###### Proposition 1.2 ([2]).

Let and be metric spaces. Then

1. If is a single-point metric space, then ;

2. If , then

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3. , in particular, for bounded and it holds ;

4. For any and any we have . Moreover, for the unique invariant space is the single-point one. In other words, the multiplication of a metric by is a homothety of centered at the single-point space.

### 1.2 A few elementary relations

The next relations will be useful for concrete calculations of Gromov–Hausdorff distances.

###### Proposition 1.3.

For any nonnegative and the following inequality holds:

 max{a,|b−a|}≤max{a,b}.
###### Proof.

Indeed, if , then . If , then . ∎

###### Proposition 1.4.

Let be a nonempty bounded subset, and let . Then

 supa∈A|t−a|=max{t−infA,supA−t}=∣∣t−infA+supA2∣∣+supA−infA2.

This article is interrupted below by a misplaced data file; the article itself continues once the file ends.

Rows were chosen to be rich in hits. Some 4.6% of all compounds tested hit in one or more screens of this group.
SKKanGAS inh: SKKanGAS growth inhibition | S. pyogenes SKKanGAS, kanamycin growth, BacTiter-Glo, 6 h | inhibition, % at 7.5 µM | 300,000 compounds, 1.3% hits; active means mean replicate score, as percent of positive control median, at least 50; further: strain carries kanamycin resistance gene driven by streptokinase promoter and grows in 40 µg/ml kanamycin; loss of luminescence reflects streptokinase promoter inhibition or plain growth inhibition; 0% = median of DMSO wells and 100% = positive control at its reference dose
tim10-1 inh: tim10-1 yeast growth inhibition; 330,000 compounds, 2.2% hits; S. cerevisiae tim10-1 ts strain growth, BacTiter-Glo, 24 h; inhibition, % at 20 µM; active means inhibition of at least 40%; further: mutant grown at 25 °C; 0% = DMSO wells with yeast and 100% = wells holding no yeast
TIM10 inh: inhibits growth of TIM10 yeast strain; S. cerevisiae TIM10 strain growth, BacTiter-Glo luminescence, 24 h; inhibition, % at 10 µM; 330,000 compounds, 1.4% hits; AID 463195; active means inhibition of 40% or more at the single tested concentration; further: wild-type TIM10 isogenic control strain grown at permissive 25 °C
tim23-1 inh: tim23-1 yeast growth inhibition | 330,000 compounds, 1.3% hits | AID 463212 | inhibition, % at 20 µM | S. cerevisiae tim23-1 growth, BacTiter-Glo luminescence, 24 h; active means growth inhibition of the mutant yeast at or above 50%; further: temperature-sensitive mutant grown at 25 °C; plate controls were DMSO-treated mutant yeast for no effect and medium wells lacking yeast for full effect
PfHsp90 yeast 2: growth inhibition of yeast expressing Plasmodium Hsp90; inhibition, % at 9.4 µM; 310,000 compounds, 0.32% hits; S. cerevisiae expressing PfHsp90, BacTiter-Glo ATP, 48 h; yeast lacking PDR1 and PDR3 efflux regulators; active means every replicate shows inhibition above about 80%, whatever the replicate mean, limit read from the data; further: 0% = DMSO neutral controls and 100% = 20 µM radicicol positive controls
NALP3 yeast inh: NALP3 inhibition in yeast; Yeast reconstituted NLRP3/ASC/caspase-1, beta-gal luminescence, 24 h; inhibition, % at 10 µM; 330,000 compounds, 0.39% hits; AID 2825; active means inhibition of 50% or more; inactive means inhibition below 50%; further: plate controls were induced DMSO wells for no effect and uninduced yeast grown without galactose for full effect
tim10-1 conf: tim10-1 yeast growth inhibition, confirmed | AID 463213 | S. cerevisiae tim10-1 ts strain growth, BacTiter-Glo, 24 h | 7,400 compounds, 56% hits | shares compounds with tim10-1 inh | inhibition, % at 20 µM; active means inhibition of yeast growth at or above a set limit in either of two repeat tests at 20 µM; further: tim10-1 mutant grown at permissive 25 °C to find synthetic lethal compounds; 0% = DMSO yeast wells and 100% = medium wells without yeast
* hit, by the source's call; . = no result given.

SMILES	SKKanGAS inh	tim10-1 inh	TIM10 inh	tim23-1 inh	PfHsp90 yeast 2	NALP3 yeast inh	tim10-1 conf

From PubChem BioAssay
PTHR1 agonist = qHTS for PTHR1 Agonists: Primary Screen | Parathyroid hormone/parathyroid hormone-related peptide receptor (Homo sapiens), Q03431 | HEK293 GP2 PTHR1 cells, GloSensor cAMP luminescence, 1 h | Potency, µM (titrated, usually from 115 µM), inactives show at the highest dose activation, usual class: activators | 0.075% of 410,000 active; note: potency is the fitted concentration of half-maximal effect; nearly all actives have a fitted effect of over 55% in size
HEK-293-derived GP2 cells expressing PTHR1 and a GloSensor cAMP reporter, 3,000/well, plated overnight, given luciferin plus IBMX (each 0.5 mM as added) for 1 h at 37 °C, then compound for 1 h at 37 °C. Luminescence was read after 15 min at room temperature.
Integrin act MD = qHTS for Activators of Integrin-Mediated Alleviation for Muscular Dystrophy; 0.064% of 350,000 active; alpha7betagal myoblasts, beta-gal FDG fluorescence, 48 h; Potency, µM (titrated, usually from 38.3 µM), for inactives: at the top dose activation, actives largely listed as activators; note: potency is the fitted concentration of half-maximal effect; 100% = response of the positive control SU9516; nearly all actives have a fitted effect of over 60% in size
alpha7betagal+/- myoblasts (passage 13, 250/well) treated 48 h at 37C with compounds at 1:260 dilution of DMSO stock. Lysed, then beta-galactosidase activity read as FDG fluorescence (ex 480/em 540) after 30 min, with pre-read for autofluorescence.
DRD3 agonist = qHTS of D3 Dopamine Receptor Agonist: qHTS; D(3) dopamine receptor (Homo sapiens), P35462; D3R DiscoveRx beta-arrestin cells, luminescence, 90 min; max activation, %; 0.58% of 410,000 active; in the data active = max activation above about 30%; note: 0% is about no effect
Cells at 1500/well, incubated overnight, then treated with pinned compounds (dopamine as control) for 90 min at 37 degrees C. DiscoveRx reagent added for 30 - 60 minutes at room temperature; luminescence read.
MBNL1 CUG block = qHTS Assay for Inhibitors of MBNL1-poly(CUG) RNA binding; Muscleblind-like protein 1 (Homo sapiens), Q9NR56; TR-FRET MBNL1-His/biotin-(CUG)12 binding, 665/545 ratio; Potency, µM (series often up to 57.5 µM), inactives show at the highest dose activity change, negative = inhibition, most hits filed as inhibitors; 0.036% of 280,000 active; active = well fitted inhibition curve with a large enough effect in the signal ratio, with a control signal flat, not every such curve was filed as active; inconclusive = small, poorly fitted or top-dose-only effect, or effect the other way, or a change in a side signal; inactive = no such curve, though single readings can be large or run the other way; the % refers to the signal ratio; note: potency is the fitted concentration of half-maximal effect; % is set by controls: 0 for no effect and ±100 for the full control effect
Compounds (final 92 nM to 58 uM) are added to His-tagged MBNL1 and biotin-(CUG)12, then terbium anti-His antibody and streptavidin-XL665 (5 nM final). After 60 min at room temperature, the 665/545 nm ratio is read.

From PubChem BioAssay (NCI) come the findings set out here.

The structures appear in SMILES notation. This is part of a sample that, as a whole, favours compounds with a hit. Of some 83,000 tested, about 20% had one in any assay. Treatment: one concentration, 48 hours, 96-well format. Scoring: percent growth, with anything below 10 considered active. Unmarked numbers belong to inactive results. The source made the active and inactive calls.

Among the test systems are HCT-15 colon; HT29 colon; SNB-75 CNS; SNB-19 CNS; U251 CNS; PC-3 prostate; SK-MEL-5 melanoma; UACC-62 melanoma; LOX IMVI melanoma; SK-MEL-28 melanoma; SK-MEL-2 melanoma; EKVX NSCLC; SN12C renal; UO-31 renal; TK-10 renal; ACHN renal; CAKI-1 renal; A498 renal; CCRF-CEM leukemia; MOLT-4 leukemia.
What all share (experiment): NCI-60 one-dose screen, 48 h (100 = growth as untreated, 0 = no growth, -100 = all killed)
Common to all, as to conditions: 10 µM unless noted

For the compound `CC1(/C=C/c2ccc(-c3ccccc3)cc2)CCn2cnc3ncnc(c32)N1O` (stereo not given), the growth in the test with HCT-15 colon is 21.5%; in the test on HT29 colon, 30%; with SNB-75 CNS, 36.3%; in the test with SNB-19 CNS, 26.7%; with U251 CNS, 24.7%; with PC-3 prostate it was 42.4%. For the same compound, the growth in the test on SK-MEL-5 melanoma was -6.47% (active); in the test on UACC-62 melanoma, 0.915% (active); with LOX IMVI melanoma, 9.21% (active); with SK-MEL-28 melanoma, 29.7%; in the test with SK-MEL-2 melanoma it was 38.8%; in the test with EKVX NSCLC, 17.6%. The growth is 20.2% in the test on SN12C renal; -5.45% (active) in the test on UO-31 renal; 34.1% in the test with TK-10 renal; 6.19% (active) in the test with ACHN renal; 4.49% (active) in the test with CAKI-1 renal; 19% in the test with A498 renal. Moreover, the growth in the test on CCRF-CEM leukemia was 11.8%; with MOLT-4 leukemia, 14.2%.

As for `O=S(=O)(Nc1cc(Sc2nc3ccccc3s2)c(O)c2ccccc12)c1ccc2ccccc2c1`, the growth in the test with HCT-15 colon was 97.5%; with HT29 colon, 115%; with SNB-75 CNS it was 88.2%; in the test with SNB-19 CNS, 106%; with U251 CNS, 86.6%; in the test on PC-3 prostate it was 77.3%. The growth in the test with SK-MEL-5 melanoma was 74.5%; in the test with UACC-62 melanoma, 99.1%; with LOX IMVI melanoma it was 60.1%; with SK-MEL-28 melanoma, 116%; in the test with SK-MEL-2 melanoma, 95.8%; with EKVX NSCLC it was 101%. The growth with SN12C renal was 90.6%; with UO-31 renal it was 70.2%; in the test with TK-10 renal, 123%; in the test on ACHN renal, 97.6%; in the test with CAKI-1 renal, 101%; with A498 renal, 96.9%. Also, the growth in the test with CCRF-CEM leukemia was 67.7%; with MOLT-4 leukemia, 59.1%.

###### Proof.

Consider the segment . If is placed to the left side of the segment middle point, i.e., , then the value is achieved at the right end of the segment, i.e., it is equal to ; also, . Therefore, for such the proposition holds. One can similarly consider the case . ∎

###### Proposition 1.5.

Let be a nonempty bounded subset, , and let . Then

 supa∈A{t,|t−a|}=max{t,supA−t}.
###### Proof.

Let , then . By Proposition 1.4, we have

 supa∈A′|a−t|=max{t,supA−t}.

## 2 Minimum Spanning Trees

To calculate the Gromov–Hausdorff distance between finite metric spaces, minimum and maximum spanning trees turn out to be useful. Also, the edges lengths of these trees turn out to be closely related to some geometrical properties of various partitions of the ambient space.

Let be an arbitrary (simple) graph with the vertex set and the edge set . If is a metric space, then the length of edge of the graph is defined as the distance between the ending vertices and of this edge; also, the length of the graph is defined as the sum of all its edges lengths.